To the extent that the majority believes the jury's verdicts were inconsistent because the general verdict form listed a specific dollar amount of damages to which the Estate was entitled, while the special interrogatory afforded Nandlal qualified immunity, I must disagree. The general verdict asked the jury whether Officer Nandlal intentionally used excessive force, and if so the amount of money in damages for which he was liable. The jury found that Nandlal did use excessive force, and calculated a damages amount. The jury then proceeded to answer in the affirmative what was (in the majority's interpretation) a question of fact: Whether Nandlal had made an “objectively reasonable” mistake of fact as to Montero's dangerousness. Relying on that answer, the court (not the jury) confirmed that Officer Nandlal was entitled to qualified immunity, and therefore not liable.
I believe the inconsistency issue would have been even easier to resolve had the jury simply been asked to determine discrete questions of narrative fact in the interrogatories, and the court alone had determined qualified immunity, but in any event there is no inconsistency here. The jury found Officer Nandlal liable for damages, but it also made a (consistent) finding, on the basis of which the court confirmed that qualified immunity applied. Such results are routinely sustained by appellate courts. See, e.g., Chaney v. City of Orlando, 291 F. App'x 238, 240 (11th Cir. 2008) (affirming the district court's grant of defendant police officer's Rule 50 motion for judgment as a matter of law on qualified immunity grounds, based on the jury's answer to certain special interrogatories, notwithstanding the jury's general verdict that the defendant had used excessive force). They do not fall into the very narrow category of cases in which there is “no rational, non-speculative way to reconcile ․ two essential jury findings.” Reider, 793 F.3d at 1259 (citation omitted).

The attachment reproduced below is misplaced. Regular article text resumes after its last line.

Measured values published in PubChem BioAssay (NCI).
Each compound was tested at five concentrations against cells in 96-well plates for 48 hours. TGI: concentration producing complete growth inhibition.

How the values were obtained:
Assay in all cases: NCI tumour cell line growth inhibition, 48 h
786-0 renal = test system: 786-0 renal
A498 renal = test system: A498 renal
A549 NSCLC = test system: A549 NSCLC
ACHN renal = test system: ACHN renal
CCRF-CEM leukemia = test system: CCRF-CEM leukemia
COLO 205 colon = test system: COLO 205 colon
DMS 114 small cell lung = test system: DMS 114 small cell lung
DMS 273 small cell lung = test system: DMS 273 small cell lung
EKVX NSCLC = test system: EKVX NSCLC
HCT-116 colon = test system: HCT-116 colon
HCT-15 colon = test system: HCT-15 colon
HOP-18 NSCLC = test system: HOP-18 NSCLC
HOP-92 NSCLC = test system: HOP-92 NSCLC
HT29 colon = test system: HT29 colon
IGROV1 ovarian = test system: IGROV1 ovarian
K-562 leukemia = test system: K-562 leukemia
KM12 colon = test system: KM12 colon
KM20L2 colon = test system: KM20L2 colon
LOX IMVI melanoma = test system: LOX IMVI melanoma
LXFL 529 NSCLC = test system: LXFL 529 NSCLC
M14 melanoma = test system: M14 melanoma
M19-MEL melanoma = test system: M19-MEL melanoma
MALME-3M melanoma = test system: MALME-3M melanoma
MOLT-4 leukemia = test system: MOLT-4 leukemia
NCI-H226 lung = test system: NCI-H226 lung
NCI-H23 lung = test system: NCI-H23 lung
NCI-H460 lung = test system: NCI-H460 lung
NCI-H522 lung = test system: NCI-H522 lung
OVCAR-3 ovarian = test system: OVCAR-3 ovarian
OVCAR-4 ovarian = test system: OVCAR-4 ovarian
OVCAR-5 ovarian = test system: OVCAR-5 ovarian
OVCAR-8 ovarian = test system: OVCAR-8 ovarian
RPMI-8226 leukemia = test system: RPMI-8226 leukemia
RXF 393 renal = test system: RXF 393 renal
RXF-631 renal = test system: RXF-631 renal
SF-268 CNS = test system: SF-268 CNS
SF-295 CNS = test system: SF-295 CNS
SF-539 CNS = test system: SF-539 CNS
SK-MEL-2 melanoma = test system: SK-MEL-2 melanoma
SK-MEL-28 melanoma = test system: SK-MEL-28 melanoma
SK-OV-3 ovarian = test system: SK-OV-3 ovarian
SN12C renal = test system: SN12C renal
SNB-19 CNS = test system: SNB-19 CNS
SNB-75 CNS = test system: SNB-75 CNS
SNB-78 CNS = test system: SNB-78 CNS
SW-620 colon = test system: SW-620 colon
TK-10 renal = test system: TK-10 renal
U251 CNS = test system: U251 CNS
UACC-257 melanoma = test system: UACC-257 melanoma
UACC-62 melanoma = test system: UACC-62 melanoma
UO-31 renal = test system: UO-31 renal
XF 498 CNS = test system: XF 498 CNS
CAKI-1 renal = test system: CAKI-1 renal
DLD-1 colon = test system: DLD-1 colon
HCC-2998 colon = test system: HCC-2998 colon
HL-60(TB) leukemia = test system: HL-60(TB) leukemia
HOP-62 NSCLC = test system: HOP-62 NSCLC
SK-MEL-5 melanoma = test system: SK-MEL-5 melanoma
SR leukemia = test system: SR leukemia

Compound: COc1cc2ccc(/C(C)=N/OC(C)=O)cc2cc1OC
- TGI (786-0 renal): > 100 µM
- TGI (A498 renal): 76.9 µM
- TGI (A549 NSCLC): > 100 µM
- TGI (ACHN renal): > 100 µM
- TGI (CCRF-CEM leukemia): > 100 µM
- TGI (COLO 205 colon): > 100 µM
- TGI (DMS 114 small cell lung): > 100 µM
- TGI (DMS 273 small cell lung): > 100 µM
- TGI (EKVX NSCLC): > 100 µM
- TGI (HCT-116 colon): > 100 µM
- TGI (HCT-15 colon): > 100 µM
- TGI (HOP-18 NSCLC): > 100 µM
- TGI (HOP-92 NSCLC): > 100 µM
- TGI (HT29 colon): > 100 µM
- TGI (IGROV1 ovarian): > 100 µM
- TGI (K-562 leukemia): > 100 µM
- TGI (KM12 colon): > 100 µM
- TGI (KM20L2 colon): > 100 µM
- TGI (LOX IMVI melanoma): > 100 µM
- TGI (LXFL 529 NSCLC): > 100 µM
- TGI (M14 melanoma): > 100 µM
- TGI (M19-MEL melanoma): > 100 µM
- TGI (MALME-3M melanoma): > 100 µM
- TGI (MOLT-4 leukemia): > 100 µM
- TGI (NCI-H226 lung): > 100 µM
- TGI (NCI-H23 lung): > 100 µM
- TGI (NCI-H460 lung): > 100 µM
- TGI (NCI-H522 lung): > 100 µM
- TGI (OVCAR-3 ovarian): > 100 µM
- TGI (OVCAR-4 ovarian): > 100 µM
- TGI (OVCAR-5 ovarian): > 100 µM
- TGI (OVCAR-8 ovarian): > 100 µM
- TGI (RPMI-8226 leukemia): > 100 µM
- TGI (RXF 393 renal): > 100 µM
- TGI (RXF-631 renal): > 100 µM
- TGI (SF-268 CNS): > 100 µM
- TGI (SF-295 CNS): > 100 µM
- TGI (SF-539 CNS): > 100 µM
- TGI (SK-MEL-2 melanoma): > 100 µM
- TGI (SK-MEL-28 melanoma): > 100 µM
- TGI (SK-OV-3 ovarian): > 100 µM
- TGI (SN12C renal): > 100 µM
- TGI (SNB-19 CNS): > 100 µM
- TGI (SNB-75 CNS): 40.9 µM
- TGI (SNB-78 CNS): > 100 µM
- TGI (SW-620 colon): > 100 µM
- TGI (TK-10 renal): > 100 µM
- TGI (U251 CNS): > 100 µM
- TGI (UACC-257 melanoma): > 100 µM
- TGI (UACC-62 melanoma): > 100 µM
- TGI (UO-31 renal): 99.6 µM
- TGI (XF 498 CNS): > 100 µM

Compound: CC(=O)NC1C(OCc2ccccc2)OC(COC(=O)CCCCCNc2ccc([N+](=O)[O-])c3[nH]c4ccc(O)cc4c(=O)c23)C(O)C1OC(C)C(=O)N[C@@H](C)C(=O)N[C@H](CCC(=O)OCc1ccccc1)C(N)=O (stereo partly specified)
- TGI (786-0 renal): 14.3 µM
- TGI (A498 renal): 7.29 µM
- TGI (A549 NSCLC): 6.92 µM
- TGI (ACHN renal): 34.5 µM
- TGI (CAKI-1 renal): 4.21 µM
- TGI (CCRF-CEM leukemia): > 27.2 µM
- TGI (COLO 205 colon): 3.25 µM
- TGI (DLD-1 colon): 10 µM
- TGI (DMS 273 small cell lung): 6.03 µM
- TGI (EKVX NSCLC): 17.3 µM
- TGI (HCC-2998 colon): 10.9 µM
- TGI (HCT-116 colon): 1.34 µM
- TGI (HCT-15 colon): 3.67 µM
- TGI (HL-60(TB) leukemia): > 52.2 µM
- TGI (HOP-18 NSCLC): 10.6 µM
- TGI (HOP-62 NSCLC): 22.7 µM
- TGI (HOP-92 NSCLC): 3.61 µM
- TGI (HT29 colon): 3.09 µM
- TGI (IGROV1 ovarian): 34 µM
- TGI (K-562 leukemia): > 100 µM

C. Notwithstanding its error, the district court's grant of qualified immunity should be sustained based on undisputed facts contained in the record
Ultimately, however, the district court's error in submitting what amounted to a question of law to the jury does not require remand for a new trial. The record developed at trial contains ample evidence from which the only reasonable conclusion is that qualified immunity was warranted. Indeed, the relevant portions of the officers' testimony were largely corroborated by the independent witnesses. Specifically, uncontradicted testimony at trial established that Montero had “red, bloodshot, watery eyes” and “smelled strongly of alcohol” during the time of the arrest. Montero's girlfriend testified that once Montero was told that his car would be towed, a “huge struggle ensued” in which there was “cussing and yelling” and “lots of struggling and fighting.” Eventually, Montero, Nandlal, and Nandlal's partner, Blackmun, “all ended up down on the ground in a pile again, fighting and [with the officers] trying to cuff him.” At one point, Montero yelled “I'm going to rip your balls off,” and the officers unsuccessfully tried to stop him with a taser.
Notwithstanding the trial court's denial of summary judgment upon a limited record, I am convinced that the full record at trial properly understood and taken in the light most favorable to the plaintiff compels the conclusion that Nandlal acted with arguable probable cause when he shot Montero. The officers had tried without success every non-lethal method at hand to bring the enraged Montero under control, and therefore it was reasonable for Officer Nandlal to conclude that the use of deadly force was necessary.
1. It appears that neither the trial judge nor the parties recognized the inconsistency in the verdict. “We have held that if a party challenging this type of verdict has failed to object before the jury is discharged, that party has waived the right to contest the verdicts on the basis of alleged inconsistency.” Walter Int'l Prods., Inc. v. Salinas, 650 F.3d 1402, 1419 (11th Cir. 2011) (internal quotation omitted). Thus, by not objecting, Plaintiff waived challenging the inconsistent verdict. However, as discussed above, even if Plaintiff timely objected, the district court did not abuse its discretion.